Annual Meeting and Awards Ceremony held on May 5 in Lipsett Amphitheater.
Nurse of the year honors went to Arleen Berman from OP3, and the distinguished
nurse award was given to Donna Jo Mayo of the 2 West bone marrow transplant
unit. The nursing research award went to Patricia Smatlak, from the 10D
This year's director's award honors went to Dr. Carol Romano and the
multidisciplinary Pyxis Implementation Team, including: Daniel Keravich,
Priscilla Boykin, Linda Coe, Joyce Denoyer, Simon Eng, Susan Gantz, Gregory
Hinson, Timothy Maloney, Susan Martin, Marilyn Mouer, Nitin Patel, Rosalie
Smith, and Therese White.
Clinical excellence awards were given to Ann Hickey, Sandra Jones, and
Recognized for leadership excellence were Bernadette Childs, Donna Gwyer,
and Anthony Santucci.
Honored for excellence in administrative/clinical support were Louis
Gaeta, Michelle Gibson, Patrina Gregory, and Betty Peterson.
Receiving awards for excellence in teamwork were nursing staff from
3 East Adult, 3 East Child, 3 West, 4 East, 4 West, 8 East, and OP3 Dental
Excellence in nursing/patient education was awarded to Robyn Lance,
Teresa Peduzzi, Sharon Quint-Kasner, Diane Thompkins, Ellen Polignano,
and the Rainbow Team Compliance Committee.
The 1998 chief's awards were given to Judie Johnson, Pamela Koviack,
Yoon Park, Diane Thompkins, and Terri Wakefield.
Leisure: A Luxury for a Lifetime
Summer is fast approaching. As I think about summer I catch myself daydreaming
of spending hours relaxing under a big shady oak tree with a cool glass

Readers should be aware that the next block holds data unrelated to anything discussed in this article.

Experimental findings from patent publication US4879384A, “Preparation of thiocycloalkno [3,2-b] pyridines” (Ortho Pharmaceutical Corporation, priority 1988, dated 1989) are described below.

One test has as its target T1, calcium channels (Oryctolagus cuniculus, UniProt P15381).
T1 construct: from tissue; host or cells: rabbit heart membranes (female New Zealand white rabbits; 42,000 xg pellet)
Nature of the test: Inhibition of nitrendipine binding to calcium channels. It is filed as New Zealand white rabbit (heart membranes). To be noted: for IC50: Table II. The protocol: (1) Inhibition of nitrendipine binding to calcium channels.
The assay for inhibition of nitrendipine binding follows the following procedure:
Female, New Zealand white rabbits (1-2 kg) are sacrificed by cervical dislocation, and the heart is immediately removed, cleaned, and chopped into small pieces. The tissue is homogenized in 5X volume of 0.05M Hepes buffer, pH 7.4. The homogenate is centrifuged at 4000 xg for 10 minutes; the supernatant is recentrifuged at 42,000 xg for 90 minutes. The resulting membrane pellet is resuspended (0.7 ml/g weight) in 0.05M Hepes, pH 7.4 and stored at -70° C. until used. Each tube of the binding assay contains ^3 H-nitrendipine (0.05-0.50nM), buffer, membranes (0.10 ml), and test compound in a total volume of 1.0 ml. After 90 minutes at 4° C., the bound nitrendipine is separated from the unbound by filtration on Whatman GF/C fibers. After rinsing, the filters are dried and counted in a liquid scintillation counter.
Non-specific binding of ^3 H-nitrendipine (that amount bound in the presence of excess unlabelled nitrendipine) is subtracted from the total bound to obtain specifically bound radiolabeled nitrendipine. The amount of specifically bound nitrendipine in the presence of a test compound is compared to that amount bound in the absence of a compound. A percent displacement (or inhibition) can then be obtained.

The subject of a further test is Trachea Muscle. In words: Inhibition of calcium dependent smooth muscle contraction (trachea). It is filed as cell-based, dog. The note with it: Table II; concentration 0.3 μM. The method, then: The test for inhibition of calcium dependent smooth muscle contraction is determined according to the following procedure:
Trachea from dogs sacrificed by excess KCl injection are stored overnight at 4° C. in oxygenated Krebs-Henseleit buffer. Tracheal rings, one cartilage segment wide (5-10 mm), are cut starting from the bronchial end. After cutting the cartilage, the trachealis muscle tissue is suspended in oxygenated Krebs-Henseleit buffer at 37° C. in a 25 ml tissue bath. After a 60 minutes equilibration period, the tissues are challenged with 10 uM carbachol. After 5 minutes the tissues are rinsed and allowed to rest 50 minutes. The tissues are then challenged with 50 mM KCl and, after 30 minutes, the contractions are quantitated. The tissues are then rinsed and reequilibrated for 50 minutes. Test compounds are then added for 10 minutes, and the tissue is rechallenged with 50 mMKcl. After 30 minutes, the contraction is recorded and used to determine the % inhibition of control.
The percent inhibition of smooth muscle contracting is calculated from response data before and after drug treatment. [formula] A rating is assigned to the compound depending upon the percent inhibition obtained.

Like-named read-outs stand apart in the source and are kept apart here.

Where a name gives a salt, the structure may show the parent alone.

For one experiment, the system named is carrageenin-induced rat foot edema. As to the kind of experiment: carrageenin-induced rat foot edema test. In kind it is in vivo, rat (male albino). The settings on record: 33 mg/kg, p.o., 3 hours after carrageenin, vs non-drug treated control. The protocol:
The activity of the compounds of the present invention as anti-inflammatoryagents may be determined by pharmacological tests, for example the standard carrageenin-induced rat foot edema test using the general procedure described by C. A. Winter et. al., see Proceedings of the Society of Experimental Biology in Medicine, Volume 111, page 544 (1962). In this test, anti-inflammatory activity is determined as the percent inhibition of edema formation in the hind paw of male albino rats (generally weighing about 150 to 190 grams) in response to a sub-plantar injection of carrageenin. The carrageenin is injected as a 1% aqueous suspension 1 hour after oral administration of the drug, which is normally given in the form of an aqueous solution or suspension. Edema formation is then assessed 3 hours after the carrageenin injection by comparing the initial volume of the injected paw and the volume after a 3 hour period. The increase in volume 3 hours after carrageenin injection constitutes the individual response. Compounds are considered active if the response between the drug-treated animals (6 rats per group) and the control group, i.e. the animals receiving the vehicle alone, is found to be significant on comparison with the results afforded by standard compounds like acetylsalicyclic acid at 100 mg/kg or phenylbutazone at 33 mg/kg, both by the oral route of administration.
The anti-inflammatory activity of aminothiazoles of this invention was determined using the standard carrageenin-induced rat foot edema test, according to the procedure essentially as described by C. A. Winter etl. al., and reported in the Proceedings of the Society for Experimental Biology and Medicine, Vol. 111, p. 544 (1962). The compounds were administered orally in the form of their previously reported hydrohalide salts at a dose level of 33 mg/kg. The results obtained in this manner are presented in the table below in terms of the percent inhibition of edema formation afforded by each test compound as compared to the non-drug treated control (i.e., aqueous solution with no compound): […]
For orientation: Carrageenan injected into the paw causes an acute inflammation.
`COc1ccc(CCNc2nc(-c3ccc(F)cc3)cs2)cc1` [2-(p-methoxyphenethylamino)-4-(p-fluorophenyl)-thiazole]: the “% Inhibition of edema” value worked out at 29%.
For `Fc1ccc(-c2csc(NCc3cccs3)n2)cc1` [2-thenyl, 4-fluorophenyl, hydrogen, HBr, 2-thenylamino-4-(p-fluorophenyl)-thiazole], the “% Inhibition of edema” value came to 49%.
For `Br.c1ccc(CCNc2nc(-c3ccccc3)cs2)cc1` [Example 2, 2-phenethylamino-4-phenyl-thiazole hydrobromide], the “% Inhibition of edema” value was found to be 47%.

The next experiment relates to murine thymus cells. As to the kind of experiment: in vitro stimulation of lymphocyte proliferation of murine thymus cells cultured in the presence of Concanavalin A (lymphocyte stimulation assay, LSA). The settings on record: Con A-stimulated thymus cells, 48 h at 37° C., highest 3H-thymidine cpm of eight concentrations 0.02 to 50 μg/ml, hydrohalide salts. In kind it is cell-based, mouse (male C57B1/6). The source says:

of iced tea while engrossing in my favorite pastime. . . reading.
Leisure, I have found, provides significant pleasure in my life, but
often gets taken for granted.
Why is leisure so important? How does one carve more time for leisure
activities? Let's explore these two important questions.
Why is it so important? Keeps your life in sync
Think about someone you know who seems to have their life in sync. In
my experience, those I've admired spend regular time "re-creating."
They embrace those activities that bring joy, satisfaction, and meaning
into their life. One of my good friends is a mom and active business leader
in the health-care field. She frequently schedules afternoons when she
closes the door to her downtown Chicago office and slips away to a friend's
ranch just outside the city. Her eyes just sparkle when she talks about
putting on cowboy boots and jeans to spend a few hours horseback riding.
Reduces health care costs
According to the Academy of Leisure Sciences, recreation and leisure
activities may be one of the best methods for curbing our rising medical
costs. The U.S. Health Care Financing Administration projected the health-care
cost of $5,500 per citizen could be reduced significantly if more efforts
were placed on health and healthy living, than on treatment of illness.
Keeps your life on track
Americans have made being busy a synonym for being important. We carry
our cellular phones, laptop computers, and pagers everywhere we go. It's
no wonder we have trouble finding time to step back to see where we are
heading. Leisure opens up your mind to new possibilities and opens your
eyes to red flags that are causing you to get off track.
Where do I find it? Prioritize what's important
Regularly look at those things that are most important to you. If it
is family, what are you doing to provide valuable leisure time with your
You may feel that preparing dinner together and playing with kids after
school is a priority. Taking advantage of technology may be one option.
By turning the ringer off, and turning on your answering machine, you'll
skip those telemarketing calls and be able to return to those non-urgent